Reinhold Niebuhr's Christology grows out of his general theology of "prophetic realism * " Jesus Christ reveals how God is related to history. Both Jews and Christians believe that history has direction and purpose. Messianism represents an affirmation of history's goal. When men expect the advent of the Christ, they look forward to the eschatological end when history's meaning will be fully revealed and life's 4 hopes will be fulfilled.
However, Jesus transformed the ordinary messianic faith. The Old Testament concept of the Messiah contains three elements:
1) an egoistic belief in the future triumph of the Hebrew nation;
2) faith in a universal victory of the good over evil forces in history; and
3) a supra-ethical prophetic understanding of history. The Hebrew prophets like Amos and Deutero-Isaiah went far beyond the ordinary nationalistic and racist form of messianism. The glory and blessing of the messianic age would not be for Jews only. Nevertheless, these prophets generally expected that God's kingdom would combine earthly power with goodness. At the same time the Hebrew prophets were aware that all nations rebel against God, and history is in defiance of the divine law. How then can God judge history for its sins and yet also redeem it?
Jesus rejected Hebrew legalism and messianic nationalism. Then he profoundly reiterated the meaning of history by stating that the Messiah must suffer. By combining the Messiah idea with the Suffering Servant idea, Jesus gave such an astounding view of history that he was rejected. His contemporaries expected the Messiah to triumph over evil and solve all of the painful contradictions of life between the ideal and the real. Jesus denied that hope.
When the Messiah comes into history he must suffer. Pure love must always be suffering love, because man's life is always subject to contingency, necessity, pride and corruption. History inevitably contradicts our ideals, as we see from Christ's death on the cross.
Niebuhr was keenly aware of the ambiguities and ironies of history. Whenever men say they have realized the ideal, they are either lying or boasting. Every civilization has within it the seeds of its own destruction. In history men are always sinners because there is no way to avoid self-centeredness and pride. It is impossible to actualize a utopia.
Neibuhr's prophetic realism can be seen in his explanation of the eschatological hope. The Gospels say that the kingdom is present and yet to come. How is the kingdom present? Biblical faith recognizes the worth of this world. It does not ask us to escape from history. So, in this sense, God's reign is here already to some extent. At the same time, the kingdom remains in the future. History can never be perfect. Because of finitude and sin, we cannot realize the ideal.
What then does the apocalyptic End-time mean? For Niebuhr, the consummation of history lies beyond the temporal process. There will never be a messianic millennium in history. Christians affirm the ultimate sovereignty of God and the final supremacy of love, but they do not deceive themselves by thinking that these can take place within finite, temporal conditions.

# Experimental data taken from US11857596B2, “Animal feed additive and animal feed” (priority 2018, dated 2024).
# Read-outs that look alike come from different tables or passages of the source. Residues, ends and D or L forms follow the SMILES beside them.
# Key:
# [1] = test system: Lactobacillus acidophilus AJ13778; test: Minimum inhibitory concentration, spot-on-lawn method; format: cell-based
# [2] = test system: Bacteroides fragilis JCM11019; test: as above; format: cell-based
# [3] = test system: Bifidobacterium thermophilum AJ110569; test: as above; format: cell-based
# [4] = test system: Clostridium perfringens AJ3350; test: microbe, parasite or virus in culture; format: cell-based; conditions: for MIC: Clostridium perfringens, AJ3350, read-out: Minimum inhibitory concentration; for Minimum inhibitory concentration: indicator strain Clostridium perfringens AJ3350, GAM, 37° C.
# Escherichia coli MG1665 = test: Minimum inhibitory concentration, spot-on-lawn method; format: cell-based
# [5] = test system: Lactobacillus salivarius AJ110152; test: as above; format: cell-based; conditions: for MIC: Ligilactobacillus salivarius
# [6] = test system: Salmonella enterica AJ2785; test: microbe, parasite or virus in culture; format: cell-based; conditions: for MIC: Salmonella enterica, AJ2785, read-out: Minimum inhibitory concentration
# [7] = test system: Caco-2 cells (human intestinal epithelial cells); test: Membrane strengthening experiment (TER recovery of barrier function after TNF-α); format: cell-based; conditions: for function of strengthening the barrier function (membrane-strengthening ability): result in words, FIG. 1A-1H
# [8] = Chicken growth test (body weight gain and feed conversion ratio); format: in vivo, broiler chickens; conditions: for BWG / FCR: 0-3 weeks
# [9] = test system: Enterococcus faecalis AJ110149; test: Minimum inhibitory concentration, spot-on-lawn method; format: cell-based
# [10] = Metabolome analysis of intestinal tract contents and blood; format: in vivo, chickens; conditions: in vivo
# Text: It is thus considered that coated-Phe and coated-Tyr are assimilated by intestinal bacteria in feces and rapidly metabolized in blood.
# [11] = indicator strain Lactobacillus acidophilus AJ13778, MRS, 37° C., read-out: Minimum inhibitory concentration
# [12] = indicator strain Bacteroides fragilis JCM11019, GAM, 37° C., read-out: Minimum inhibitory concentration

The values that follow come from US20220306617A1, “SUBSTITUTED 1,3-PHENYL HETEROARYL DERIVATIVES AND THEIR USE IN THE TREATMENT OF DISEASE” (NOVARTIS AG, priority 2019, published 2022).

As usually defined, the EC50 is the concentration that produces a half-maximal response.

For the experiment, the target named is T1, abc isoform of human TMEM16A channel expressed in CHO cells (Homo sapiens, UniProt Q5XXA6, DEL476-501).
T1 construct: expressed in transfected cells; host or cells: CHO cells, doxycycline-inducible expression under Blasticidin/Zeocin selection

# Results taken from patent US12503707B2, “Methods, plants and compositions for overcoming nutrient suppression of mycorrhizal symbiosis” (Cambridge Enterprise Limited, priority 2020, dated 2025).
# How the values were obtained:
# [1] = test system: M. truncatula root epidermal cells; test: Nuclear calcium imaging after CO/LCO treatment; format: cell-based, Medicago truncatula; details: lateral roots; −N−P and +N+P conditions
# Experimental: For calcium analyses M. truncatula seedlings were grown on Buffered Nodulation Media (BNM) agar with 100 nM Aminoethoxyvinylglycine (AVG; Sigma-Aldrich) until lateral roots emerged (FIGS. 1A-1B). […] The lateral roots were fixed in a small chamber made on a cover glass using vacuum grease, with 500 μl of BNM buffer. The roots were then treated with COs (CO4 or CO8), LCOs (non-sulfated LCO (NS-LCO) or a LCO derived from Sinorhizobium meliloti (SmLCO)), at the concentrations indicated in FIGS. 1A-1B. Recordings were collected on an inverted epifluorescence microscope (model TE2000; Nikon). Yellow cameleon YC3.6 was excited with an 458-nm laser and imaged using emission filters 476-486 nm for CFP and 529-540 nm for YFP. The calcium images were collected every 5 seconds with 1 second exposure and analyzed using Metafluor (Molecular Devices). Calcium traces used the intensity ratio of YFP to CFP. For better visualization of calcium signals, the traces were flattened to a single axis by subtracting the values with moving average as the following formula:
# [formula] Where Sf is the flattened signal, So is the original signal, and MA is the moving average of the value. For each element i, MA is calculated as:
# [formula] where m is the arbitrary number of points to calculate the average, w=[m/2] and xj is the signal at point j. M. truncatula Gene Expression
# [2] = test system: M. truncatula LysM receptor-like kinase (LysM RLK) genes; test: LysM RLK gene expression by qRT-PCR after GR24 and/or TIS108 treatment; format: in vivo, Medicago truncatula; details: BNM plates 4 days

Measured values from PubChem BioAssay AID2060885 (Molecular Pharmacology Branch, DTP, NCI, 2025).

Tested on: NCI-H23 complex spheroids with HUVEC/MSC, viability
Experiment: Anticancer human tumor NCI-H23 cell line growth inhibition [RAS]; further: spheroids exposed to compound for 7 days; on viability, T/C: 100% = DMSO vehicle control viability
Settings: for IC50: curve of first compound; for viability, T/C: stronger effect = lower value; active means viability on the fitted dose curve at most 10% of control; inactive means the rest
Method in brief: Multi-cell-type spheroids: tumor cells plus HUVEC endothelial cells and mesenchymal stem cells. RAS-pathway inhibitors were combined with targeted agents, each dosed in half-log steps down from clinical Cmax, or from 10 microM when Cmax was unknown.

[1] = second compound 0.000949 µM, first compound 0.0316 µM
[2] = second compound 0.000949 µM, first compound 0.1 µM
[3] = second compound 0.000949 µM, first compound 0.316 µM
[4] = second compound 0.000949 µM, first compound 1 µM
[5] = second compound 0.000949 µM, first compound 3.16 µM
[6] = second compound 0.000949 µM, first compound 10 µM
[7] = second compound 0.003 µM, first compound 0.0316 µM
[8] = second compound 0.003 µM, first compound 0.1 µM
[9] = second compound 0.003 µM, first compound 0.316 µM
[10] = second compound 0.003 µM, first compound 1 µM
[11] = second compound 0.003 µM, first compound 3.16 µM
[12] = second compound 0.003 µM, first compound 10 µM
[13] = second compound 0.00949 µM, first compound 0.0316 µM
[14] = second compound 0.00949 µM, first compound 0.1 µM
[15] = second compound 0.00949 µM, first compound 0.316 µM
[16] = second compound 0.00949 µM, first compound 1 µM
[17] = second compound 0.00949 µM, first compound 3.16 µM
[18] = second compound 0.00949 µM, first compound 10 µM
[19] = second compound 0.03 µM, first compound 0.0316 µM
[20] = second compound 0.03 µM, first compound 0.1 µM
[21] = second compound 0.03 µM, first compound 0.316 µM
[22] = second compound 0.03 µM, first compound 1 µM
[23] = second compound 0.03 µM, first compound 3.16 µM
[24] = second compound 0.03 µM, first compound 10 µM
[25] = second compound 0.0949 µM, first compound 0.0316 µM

Emil Brunner's doctrine of Christ represents a typically modern expression of Reformation theology. 6 For him, faith in Christ is the center of Christianity, the foundation for all other doctrines. Like other theologians of crisis, Brunner criticized the liberal Protestant portrait of Jesus. Liberalism is inadequate because it thinks of Jesus as merely a great teacher or religious genius. This notion ignores the basic New Testament claim that Jesus is the Christ, a unique person and not simply 7 one of a number of outstanding religious personalities in history.
Brunner also rejects Fundamentalism. Fundamentalists believe Jesus is the Son of God because that is what the Scriptures say. In other words, they derive their faith in Christ from the authority of the Bible. This means that they implicitly substitute faith in Scripture for personal faith in Jesus. In effect, theirs is a religion of the Book rather than trust in Christ. Fundamentalists elevate the Bible to a position higher than that of Jesus.
Like Calvin, Brunner deals first with the saving work of Christ, then with his person. 8 The messiahship of Jesus should be understood functionally. If Jesus was truly the Christ, it is because of what he did rather than who he was. The New Testament titles for Jesus describe the work God does through him for the benefit of mankind. He is Christ because he leads men out of the present age by ushering in God's rule upon the earth. He is Son of God not metaphysically but because God hands His authority over to Jesus. Similarly, he is Lord because he has been given the right to rule over the church. All of the New Testament titles are functional instead of "substantive" (ontological).
As Calvin pointed out, Jesus was the Messiah which means that he holds the three-fold office of prophet, priest and king. Christ was a prophet because of his teachings. All of his teachings presuppose Jesus' messianic authority. For example, he could correct or abrogate the revealed Law of Moses since as the Messiah his authority surpasses that of the Torah. Jesus' message is not doctrinal, however. Jesus proclaims two things: a new demand for righteousness and the gift of the coming kingdom of God. This illustrates his prophetic function.